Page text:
If you know that the patient is allergic to bees and they have an epi-pen, it’s best to use the epi-pen right away. Make sure you’re familiar with the epi-pen – it’s not unheard of for people to accidentally press the wrong end of the pen and stab their finger. When people get scared, fine motor skills decrease. 


After you’ve used the epi-pen, call 911 or get the patient to the hospital. There may be a more serious reaction after the EPI wears off.


Clean the wound and you can use ice packs to decrease swelling. If the patient is having trouble breathing, it’s best not to give them anything by mouth. However, if they can tolerate it, you can give them Benadryl to help reduce the histamine response. 


Let’s talk about how to recognize an anaphylactic reaction – there’s a first time for everything. 

How to Recognize an Anaphylactic Reaction from a Bee Sting 

An allergic reaction is different from an anaphylactic reaction. Anaphylaxis is a full-body response, and it is often known as anaphylactic shock. Anaphylaxis is often known as an overreaction


In the medical world, shock means something different than psychological “shock.” Medical shock means the body is no longer able to compensate for the injury or illness it has sustained – if something doesn’t change, the patient may not survive.


So, how do you recognize that someone is in anaphylactic shock? 


Signs of anaphylaxis: 


  • Trouble breathing. Trouble breathing is the tell-tale sign that something is wrong. If someone says that they are having trouble breathing or you can hear wheezes, pay attention, call 911, and act fast. 

  • Profuse hives. These look like raised rashes on the skin. They may start as small red dots and then grow larger – they often show up on the chest, back, or abdomen; however, they could be anywhere on the body. 

  • Swelling. You may notice the patient's lips and tongue begin to swell. If someone says their tongue is swelling, this is a serious emergency. However, there may also be swelling on the hands and feet. 

  • Low blood pressure. This is one of the signs of shock. Also, the patient may have sweaty skin, a weak and rapid pulse (in the wrist) and altered mental status (they may feel drowsy). 

  • Nausea. Some people feel the need to vomit. 


If you notice any of these signs and symptoms of anaphylaxis, the patient may either be in the beginning or end stages of anaphylaxis. What’s the treatment? This patient needs epinephrine, but they also need to get to the hospital as quickly and as safely as possible. 

How to Protect Yourself from Bees, Wasps, and Hornets 

As we said, regular honeybees pose little threat to people. However, there are more and more killer bees (also known as Africanized honeybees, they escaped captivity about 50 years ago. Their venom is no more potent, but their affinity to attack in swarms is what makes them so dangerous). 


Wasps, hornets, and yellow jackets are more aggressive than honeybees. Let’s talk about several steps to keep yourself and your family safe. As we like to say around here, an ounce of prevention is worth a pound of cure.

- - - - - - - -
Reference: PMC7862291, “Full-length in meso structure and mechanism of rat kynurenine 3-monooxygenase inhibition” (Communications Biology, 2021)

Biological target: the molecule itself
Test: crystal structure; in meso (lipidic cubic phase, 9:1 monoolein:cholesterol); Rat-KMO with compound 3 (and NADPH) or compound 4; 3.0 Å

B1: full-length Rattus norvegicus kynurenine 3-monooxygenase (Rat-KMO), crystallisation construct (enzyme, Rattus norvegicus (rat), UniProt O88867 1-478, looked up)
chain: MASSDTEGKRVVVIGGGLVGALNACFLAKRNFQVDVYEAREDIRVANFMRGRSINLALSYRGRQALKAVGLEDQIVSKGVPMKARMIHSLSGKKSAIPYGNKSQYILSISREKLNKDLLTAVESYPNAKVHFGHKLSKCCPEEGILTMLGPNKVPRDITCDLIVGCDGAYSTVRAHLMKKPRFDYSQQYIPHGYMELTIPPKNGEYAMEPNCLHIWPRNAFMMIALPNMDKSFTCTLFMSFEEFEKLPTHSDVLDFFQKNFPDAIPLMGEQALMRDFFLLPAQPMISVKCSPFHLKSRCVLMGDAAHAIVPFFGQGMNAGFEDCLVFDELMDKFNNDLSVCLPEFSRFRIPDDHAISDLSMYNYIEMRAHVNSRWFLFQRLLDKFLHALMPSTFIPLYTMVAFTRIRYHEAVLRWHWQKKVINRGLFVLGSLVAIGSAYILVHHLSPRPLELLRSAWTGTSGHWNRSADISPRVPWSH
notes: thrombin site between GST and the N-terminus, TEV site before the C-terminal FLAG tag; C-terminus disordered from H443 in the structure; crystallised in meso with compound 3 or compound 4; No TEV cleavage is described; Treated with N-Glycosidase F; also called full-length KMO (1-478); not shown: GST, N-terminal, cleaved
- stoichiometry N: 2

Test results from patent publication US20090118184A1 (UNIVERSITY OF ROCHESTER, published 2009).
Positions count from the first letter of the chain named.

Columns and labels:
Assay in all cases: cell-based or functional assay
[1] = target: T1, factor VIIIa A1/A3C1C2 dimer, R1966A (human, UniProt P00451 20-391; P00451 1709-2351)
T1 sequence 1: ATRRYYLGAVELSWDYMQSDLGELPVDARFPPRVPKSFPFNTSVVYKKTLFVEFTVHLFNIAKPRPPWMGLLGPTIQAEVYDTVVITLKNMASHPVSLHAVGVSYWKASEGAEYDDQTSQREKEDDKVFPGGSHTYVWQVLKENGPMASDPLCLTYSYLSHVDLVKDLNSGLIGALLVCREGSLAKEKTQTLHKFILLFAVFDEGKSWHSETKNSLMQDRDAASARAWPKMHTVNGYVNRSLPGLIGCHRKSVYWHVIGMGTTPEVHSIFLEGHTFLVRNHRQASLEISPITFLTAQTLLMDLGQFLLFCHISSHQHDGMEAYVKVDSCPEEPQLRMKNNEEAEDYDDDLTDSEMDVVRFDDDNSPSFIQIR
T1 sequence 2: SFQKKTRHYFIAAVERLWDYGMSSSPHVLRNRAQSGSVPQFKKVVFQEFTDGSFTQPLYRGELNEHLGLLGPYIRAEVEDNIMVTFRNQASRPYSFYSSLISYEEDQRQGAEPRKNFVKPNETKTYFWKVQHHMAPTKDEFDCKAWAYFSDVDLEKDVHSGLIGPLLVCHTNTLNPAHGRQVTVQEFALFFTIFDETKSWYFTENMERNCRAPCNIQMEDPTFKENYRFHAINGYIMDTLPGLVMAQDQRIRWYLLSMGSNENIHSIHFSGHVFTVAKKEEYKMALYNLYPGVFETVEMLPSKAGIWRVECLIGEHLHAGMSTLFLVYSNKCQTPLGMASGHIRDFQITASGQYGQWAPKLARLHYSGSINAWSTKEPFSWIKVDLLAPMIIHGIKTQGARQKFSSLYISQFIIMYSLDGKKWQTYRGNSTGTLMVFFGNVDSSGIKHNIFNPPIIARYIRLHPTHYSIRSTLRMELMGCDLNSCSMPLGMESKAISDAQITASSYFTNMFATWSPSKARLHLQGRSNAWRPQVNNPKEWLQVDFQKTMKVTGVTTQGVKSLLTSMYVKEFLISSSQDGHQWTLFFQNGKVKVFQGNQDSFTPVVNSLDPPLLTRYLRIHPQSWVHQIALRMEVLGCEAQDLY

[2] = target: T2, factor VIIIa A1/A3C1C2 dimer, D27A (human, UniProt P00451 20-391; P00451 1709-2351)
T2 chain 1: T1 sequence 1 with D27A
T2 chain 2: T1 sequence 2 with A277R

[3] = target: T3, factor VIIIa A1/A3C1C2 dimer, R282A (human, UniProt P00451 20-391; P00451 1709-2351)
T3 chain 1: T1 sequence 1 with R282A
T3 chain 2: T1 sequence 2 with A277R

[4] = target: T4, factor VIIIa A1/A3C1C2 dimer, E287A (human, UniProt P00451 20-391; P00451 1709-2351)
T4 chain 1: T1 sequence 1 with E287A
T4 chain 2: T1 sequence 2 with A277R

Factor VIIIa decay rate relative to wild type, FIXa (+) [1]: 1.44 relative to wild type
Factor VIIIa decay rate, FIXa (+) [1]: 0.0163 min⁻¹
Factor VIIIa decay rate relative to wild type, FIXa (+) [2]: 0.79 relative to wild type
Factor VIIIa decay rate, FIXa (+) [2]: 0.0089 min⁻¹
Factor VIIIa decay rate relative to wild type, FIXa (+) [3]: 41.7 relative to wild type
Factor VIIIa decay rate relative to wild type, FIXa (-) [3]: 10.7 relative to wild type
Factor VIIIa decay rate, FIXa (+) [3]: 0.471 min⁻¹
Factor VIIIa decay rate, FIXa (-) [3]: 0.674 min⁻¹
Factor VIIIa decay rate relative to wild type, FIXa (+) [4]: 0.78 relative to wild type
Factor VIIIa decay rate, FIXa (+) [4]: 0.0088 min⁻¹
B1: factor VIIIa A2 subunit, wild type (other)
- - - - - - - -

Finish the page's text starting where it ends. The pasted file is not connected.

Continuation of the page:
Steps to stay safe from bees, wasps, and hornets:


  • Watch the environment. Just beware of the places bees and wasps hide. Yellow jackets like to hide in the ground, wasps like to find cracks in the wall, and hornets may make a large nest in trees or under the deck. Keep your eyes peeled around these locations. Be careful when walking in a new area or sitting on a park bench. 

  • Remove the problem. You can hire someone to come and relocate honeybees. These bees are helpful to the environment, and they make honey! If you have someone move them, then you can avoid killing them. 

  • Spray the hive. This may be your only option for yellow jackets, wasps, and hornets. You can spray the hive, hopefully eliminating the threat. In general, only use this option if the hornets are a direct threat to your home – like if they have a nest around a door or deck.


Also, if you spray the hive, wait until the just after sundown, when the wasps are back in the nests – this ensures they don’t just start a new hive in the same area. 


Let’s go over some final thoughts.

Final thoughts: Treating Bee and Hornet Stings 

The first step is to get away from the hive or swarm. Then, you need to remove the stingers. Don’t worry about how you remove the stingers; just get them out as quickly and efficiently as you can. Wash the wound with soap and water; this will protect from infection.


You can use ice for pain and elevate for swelling. If you're curious, here's a video explaining some quick tips on bites and stings. If it’s a serious reaction, you need epinephrine, and you need to get the patient to the hospital.  






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Car Crashes: Preparation and Response

Dietrich Easter

car crash

Are you wondering what to do if you drive up on a car wreck? People drive fast in the summer. Cars slide in the winter. Some drivers are inebriated. Others are distracted by their phones. Sadly, car collisions happen. How should we approach and respond to a car accident? 

In this article, we'll discuss car crashes from several angles. What should you do if you witness a crash? How should you prevent them? If you're curious to hear more on the first aid side, read our article on building a vehicle first aid kit.


Three Phases of a Car Crash